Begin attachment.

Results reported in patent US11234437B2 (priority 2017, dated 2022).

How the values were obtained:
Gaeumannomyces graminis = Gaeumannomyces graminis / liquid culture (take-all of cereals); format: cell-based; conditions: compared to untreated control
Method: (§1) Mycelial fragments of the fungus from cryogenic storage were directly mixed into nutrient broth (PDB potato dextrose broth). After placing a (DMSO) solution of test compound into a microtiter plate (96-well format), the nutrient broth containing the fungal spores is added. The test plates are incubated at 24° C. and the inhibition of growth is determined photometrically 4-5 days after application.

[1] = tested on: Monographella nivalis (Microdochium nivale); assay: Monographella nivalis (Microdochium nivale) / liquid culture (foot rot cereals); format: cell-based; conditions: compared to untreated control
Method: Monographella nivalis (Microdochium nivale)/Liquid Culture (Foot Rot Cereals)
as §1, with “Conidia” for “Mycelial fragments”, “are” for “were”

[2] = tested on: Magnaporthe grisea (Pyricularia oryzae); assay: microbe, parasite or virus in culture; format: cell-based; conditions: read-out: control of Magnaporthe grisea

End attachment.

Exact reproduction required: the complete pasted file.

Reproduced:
Results reported in patent US11234437B2 (priority 2017, dated 2022).

How the values were obtained:
Gaeumannomyces graminis = Gaeumannomyces graminis / liquid culture (take-all of cereals); format: cell-based; conditions: compared to untreated control
Method: (§1) Mycelial fragments of the fungus from cryogenic storage were directly mixed into nutrient broth (PDB potato dextrose broth). After placing a (DMSO) solution of test compound into a microtiter plate (96-well format), the nutrient broth containing the fungal spores is added. The test plates are incubated at 24° C. and the inhibition of growth is determined photometrically 4-5 days after application.

[1] = tested on: Monographella nivalis (Microdochium nivale); assay: Monographella nivalis (Microdochium nivale) / liquid culture (foot rot cereals); format: cell-based; conditions: compared to untreated control
Method: Monographella nivalis (Microdochium nivale)/Liquid Culture (Foot Rot Cereals)
as §1, with “Conidia” for “Mycelial fragments”, “are” for “were”

[2] = tested on: Magnaporthe grisea (Pyricularia oryzae); assay: microbe, parasite or virus in culture; format: cell-based; conditions: read-out: control of Magnaporthe grisea